When Nike acquired skateboard equipment marketer Hurley International for $95 million in 2002, it was another inroad to the coveted youth market. Nike had initially drawn a snub from 9-to-21-year-old skateboarders for its skateboard shoes. Nike, being Nike, went back and redesigned the shoe, adding thicker tongues and a different insole from famed sneaker designer Marcus Tayui.
It also recruited an insider to bring it all together and provide insight on trends: Kevin Imamura, editor of TransWorld Stance, a skateboarding pop culture magazine published by Time Inc.'s TransWorld Media. As skateboard communications manager, Mr. Imamura helped the shoe and apparel giant connect with competitive skateboarders to develop two new performance shoes. Last summer, he oversaw Nike's "Prime Cuts Tour," a two-week touring demo.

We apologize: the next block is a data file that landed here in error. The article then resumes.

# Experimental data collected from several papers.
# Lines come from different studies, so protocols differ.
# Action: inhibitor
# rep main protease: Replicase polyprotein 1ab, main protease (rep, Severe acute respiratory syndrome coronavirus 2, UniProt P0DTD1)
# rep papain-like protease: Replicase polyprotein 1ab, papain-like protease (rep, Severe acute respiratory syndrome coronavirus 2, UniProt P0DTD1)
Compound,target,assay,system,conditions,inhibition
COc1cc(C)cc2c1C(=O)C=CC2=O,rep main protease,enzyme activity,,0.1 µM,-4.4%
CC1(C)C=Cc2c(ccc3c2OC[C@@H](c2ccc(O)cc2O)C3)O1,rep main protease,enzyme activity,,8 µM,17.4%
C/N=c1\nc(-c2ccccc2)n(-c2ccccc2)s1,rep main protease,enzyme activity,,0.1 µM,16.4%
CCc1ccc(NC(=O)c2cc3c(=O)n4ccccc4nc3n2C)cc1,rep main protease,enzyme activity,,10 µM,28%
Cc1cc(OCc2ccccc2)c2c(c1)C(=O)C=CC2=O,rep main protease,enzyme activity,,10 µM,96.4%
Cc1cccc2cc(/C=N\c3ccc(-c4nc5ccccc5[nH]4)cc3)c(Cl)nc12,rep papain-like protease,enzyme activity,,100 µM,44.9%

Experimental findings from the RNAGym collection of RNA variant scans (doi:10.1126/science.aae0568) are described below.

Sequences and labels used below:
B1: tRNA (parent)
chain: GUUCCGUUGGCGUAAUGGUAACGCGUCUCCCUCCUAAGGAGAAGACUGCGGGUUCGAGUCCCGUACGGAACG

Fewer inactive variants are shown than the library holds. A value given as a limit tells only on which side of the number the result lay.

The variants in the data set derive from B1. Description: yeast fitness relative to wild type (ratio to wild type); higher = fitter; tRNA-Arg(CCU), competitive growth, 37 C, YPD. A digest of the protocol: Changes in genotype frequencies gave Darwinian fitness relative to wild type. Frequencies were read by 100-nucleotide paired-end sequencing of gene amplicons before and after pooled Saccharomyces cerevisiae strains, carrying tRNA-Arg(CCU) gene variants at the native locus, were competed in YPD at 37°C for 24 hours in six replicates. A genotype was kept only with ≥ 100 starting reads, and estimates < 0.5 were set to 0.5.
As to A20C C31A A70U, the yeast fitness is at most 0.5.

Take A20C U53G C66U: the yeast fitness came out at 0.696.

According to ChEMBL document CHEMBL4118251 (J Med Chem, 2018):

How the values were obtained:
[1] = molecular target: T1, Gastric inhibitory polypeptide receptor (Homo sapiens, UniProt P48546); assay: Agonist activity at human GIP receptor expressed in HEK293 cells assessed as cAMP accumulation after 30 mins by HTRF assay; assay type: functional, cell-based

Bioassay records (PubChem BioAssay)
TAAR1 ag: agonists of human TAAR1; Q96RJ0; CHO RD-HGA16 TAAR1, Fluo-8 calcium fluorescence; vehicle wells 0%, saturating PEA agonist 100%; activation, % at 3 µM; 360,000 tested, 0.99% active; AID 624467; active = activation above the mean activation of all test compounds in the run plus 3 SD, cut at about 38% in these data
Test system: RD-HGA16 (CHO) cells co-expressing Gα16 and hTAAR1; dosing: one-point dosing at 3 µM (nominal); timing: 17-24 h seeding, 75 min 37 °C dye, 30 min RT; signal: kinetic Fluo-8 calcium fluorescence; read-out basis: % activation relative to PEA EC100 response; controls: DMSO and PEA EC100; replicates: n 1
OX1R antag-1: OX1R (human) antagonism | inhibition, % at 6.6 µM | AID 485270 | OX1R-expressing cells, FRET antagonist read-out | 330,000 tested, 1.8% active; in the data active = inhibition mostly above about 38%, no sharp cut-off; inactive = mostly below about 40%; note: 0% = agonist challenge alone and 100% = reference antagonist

The result? Nike has experienced double-digit growth in the last year, helped in part by its skateboard line. Overall, skateboarding shoes account for only 1.7% of the total athletic shoe market, according to Footwear News. But by cracking the Gen Y market and, especially, the subculture of skateboarders who judge others by the design and flair of their sneakers, Nike is able to start building brand affinity in yet another area of sports aside from its successful basketball shoe line and its burgeoning soccer shoes and apparel line. Moreover, it's cleverly appealed to the "sneakerhead," or the collectors of special shoes who never actually wear the product as much as put it on a shelf and admire it.